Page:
We're essentially over-consuming insurance due to the cost sharing subsidy. It appears the premium is $683 whether it has no CSRs or has the $1000 max OOP. So we're getting what would probably be a $1000 premium for $130/month. The cheapest bronze plans are near $0 but are basically high deductible plans (high copays, huge deductible).

I'm betting we'll need some kind of significant medical care once every 10-15 years or so. If I'm right, the silver plan will be a better deal. But I hope I'm wrong of course!
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Old 01-07-2016, 06:08 PM   #11
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Had a somewhat similar situation, retro COBRA was the backup plan while applying for insurance.

I greatly benefitted from using a broker.

YMMV.
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Old 01-08-2016, 07:51 AM   #12
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I suggested that maybe I should revise the application once DW is no longer working (in early February) and see if that changes anything.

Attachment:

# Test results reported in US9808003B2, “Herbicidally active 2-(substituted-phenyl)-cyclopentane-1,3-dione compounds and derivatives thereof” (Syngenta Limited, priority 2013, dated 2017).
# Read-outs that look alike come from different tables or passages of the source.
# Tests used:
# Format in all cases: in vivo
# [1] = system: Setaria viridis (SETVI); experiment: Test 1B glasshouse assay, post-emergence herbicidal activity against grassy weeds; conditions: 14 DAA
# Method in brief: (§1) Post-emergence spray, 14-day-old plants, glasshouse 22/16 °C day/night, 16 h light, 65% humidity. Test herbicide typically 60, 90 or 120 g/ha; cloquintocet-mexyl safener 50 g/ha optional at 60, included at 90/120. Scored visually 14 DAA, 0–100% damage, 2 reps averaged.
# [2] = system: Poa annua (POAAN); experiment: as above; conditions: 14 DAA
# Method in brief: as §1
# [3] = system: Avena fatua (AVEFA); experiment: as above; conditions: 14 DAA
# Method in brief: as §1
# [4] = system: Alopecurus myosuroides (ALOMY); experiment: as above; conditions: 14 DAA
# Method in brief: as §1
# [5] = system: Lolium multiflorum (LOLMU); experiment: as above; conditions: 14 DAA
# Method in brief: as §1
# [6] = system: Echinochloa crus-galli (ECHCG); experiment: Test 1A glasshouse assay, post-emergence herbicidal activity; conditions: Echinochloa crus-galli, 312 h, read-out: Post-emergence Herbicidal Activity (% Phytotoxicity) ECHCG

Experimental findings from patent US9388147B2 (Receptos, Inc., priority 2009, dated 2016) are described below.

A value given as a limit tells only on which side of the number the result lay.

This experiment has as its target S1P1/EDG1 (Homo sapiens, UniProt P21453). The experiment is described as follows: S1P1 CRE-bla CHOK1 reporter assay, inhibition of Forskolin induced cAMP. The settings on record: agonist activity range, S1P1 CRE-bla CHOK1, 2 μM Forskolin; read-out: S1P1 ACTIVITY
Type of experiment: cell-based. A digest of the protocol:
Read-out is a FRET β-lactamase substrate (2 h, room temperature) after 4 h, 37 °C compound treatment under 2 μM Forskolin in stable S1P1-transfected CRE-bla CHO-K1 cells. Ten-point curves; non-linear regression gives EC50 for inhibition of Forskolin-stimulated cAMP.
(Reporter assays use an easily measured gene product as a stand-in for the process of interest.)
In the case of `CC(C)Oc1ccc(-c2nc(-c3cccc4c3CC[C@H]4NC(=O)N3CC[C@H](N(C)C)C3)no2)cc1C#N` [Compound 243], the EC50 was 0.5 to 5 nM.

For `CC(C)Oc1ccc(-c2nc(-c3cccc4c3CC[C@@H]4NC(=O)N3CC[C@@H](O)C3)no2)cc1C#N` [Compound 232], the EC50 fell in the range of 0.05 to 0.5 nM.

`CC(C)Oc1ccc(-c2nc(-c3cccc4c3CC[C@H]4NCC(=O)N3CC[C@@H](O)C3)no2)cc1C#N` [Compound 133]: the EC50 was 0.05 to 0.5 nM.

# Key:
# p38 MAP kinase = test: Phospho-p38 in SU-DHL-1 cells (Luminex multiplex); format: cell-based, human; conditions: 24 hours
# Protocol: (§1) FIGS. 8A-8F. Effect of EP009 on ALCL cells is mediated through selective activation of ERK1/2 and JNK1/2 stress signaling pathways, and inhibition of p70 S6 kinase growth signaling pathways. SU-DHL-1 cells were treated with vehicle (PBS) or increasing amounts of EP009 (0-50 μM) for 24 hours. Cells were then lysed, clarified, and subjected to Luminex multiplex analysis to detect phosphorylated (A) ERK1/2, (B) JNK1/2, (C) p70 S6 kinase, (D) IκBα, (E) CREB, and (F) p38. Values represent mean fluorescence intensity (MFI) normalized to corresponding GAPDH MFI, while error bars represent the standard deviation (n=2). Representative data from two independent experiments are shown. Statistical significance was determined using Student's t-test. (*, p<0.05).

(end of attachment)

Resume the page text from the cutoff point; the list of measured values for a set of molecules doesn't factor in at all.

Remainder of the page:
Now it looks like I'll have to wait until 2/6/2016 when DW is no longer employed and then revise the application.
The income estimate used is the one you provide. If the system has an issue with your estimate, you will be given 90 days to provide documentation supporting the new income level.

It sounds like you may have completed the ACA enrollment application using today's information. That is, you currently have access to job based coverage. Since the application is for 3/1/16 coverage, it should have been completed using 3/1/16 information. That is, you do not have access to job based coverage.

You do not qualify for subsidies at 149% FPL if you implied you currently (3/1/16) have access to job based coverage. You can delete the current application and complete a new one using 3/1/16 information. Or, as you stated, wait until 2/6/16 when it will be easier to provide 3/1/16 information.
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I'd go back on Feb 1 to get the ball rolling again, you need to pay by Feb 15 to have coverage Mar 1.
You're thinking of annual enrollment. Special Enrollment Periods have their own special rules.

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During the yearly Open Enrollment Period, you can enroll in or change a health plan any time. Enroll by the 15th of the month and coverage starts the first day of the next month.